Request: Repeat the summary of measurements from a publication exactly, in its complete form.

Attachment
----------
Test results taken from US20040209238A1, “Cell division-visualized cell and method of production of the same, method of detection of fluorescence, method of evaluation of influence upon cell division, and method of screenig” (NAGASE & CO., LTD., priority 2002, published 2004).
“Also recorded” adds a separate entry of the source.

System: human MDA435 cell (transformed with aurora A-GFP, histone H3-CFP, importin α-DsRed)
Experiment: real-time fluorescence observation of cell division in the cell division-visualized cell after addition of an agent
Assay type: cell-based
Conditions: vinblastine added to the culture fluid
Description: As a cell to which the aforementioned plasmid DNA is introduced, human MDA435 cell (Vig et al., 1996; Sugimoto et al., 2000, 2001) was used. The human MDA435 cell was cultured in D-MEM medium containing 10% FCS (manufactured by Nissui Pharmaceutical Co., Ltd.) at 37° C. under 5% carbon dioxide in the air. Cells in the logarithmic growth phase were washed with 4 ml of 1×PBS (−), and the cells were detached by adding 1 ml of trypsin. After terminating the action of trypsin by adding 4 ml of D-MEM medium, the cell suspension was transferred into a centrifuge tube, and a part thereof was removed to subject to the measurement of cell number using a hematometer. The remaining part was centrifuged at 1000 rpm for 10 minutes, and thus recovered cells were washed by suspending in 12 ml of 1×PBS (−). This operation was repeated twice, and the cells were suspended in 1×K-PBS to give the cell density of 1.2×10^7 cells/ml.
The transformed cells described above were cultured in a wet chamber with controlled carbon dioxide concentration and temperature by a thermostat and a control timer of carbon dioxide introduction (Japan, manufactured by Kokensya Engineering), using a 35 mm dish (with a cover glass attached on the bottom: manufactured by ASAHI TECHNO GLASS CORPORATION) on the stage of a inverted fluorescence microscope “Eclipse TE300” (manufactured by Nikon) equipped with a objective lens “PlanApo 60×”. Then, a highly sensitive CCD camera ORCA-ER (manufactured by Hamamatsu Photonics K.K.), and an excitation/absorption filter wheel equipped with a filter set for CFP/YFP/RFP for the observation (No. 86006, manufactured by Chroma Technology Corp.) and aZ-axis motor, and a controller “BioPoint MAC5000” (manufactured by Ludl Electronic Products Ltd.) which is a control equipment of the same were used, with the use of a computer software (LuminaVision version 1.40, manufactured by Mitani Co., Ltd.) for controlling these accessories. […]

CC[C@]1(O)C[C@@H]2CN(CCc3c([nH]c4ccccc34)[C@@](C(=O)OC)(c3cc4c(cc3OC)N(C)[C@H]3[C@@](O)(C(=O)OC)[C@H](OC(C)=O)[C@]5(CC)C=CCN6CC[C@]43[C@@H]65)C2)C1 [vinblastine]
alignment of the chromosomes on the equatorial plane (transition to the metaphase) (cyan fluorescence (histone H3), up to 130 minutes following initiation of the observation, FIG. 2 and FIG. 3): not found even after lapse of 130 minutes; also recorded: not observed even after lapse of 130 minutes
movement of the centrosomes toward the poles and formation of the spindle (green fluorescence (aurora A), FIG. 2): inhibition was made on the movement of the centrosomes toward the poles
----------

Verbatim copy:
Test results taken from US20040209238A1, “Cell division-visualized cell and method of production of the same, method of detection of fluorescence, method of evaluation of influence upon cell division, and method of screenig” (NAGASE & CO., LTD., priority 2002, published 2004).
“Also recorded” adds a separate entry of the source.

System: human MDA435 cell (transformed with aurora A-GFP, histone H3-CFP, importin α-DsRed)
Experiment: real-time fluorescence observation of cell division in the cell division-visualized cell after addition of an agent
Assay type: cell-based
Conditions: vinblastine added to the culture fluid
Description: As a cell to which the aforementioned plasmid DNA is introduced, human MDA435 cell (Vig et al., 1996; Sugimoto et al., 2000, 2001) was used. The human MDA435 cell was cultured in D-MEM medium containing 10% FCS (manufactured by Nissui Pharmaceutical Co., Ltd.) at 37° C. under 5% carbon dioxide in the air. Cells in the logarithmic growth phase were washed with 4 ml of 1×PBS (−), and the cells were detached by adding 1 ml of trypsin. After terminating the action of trypsin by adding 4 ml of D-MEM medium, the cell suspension was transferred into a centrifuge tube, and a part thereof was removed to subject to the measurement of cell number using a hematometer. The remaining part was centrifuged at 1000 rpm for 10 minutes, and thus recovered cells were washed by suspending in 12 ml of 1×PBS (−). This operation was repeated twice, and the cells were suspended in 1×K-PBS to give the cell density of 1.2×10^7 cells/ml.
The transformed cells described above were cultured in a wet chamber with controlled carbon dioxide concentration and temperature by a thermostat and a control timer of carbon dioxide introduction (Japan, manufactured by Kokensya Engineering), using a 35 mm dish (with a cover glass attached on the bottom: manufactured by ASAHI TECHNO GLASS CORPORATION) on the stage of a inverted fluorescence microscope “Eclipse TE300” (manufactured by Nikon) equipped with a objective lens “PlanApo 60×”. Then, a highly sensitive CCD camera ORCA-ER (manufactured by Hamamatsu Photonics K.K.), and an excitation/absorption filter wheel equipped with a filter set for CFP/YFP/RFP for the observation (No. 86006, manufactured by Chroma Technology Corp.) and aZ-axis motor, and a controller “BioPoint MAC5000” (manufactured by Ludl Electronic Products Ltd.) which is a control equipment of the same were used, with the use of a computer software (LuminaVision version 1.40, manufactured by Mitani Co., Ltd.) for controlling these accessories. […]

CC[C@]1(O)C[C@@H]2CN(CCc3c([nH]c4ccccc34)[C@@](C(=O)OC)(c3cc4c(cc3OC)N(C)[C@H]3[C@@](O)(C(=O)OC)[C@H](OC(C)=O)[C@]5(CC)C=CCN6CC[C@]43[C@@H]65)C2)C1 [vinblastine]
alignment of the chromosomes on the equatorial plane (transition to the metaphase) (cyan fluorescence (histone H3), up to 130 minutes following initiation of the observation, FIG. 2 and FIG. 3): not found even after lapse of 130 minutes; also recorded: not observed even after lapse of 130 minutes
movement of the centrosomes toward the poles and formation of the spindle (green fluorescence (aurora A), FIG. 2): inhibition was made on the movement of the centrosomes toward the poles